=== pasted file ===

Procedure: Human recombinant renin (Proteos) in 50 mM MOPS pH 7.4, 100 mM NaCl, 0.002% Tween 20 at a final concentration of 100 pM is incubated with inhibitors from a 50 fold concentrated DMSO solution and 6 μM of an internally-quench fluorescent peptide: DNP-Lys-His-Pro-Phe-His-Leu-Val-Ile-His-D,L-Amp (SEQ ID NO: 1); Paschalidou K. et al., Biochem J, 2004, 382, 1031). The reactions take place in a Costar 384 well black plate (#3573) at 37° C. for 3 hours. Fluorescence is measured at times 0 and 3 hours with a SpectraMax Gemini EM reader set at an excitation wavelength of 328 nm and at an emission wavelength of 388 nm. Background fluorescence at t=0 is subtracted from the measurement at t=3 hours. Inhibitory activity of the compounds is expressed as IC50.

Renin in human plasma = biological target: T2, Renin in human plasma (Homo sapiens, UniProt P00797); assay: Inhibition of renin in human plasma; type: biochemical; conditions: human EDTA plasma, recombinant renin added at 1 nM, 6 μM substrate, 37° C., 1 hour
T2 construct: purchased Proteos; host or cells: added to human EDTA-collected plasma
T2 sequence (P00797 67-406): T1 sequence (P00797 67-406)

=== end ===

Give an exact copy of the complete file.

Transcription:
Procedure: Human recombinant renin (Proteos) in 50 mM MOPS pH 7.4, 100 mM NaCl, 0.002% Tween 20 at a final concentration of 100 pM is incubated with inhibitors from a 50 fold concentrated DMSO solution and 6 μM of an internally-quench fluorescent peptide: DNP-Lys-His-Pro-Phe-His-Leu-Val-Ile-His-D,L-Amp (SEQ ID NO: 1); Paschalidou K. et al., Biochem J, 2004, 382, 1031). The reactions take place in a Costar 384 well black plate (#3573) at 37° C. for 3 hours. Fluorescence is measured at times 0 and 3 hours with a SpectraMax Gemini EM reader set at an excitation wavelength of 328 nm and at an emission wavelength of 388 nm. Background fluorescence at t=0 is subtracted from the measurement at t=3 hours. Inhibitory activity of the compounds is expressed as IC50.

Renin in human plasma = biological target: T2, Renin in human plasma (Homo sapiens, UniProt P00797); assay: Inhibition of renin in human plasma; type: biochemical; conditions: human EDTA plasma, recombinant renin added at 1 nM, 6 μM substrate, 37° C., 1 hour
T2 construct: purchased Proteos; host or cells: added to human EDTA-collected plasma
T2 sequence (P00797 67-406): T1 sequence (P00797 67-406)